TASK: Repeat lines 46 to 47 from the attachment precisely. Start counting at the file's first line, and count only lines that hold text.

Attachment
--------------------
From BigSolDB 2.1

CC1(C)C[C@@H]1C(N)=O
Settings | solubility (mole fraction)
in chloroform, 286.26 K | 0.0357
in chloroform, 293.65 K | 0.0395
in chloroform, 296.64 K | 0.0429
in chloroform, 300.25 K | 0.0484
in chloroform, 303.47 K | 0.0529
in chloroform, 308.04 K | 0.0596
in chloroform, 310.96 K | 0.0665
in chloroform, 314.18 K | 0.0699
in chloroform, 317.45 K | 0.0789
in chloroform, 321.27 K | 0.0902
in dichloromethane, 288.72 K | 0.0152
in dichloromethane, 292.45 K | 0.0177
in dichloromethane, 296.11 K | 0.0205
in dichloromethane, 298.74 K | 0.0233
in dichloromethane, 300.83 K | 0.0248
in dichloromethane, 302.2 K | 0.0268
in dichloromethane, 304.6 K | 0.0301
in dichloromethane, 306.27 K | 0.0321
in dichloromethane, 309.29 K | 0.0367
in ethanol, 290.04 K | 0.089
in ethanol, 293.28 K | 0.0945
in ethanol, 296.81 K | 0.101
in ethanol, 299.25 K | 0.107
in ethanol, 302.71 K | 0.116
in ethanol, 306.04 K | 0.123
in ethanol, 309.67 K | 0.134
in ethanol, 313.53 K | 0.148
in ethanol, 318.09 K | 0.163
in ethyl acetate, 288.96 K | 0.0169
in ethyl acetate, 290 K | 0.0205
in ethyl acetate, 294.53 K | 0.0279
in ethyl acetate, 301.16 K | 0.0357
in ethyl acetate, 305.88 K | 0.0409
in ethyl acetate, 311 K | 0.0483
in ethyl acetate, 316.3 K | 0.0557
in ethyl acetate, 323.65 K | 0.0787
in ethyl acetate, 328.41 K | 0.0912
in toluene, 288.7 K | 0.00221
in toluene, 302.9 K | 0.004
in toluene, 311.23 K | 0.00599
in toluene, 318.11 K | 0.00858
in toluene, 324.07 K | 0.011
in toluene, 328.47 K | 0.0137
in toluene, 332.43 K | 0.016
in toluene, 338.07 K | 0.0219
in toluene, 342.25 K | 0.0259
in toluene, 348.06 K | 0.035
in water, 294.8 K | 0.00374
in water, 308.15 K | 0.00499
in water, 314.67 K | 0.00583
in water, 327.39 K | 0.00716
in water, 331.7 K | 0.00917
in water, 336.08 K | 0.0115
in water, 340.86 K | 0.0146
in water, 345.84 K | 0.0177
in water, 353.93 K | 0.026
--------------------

in toluene, 328.47 K | 0.0137
in toluene, 332.43 K | 0.016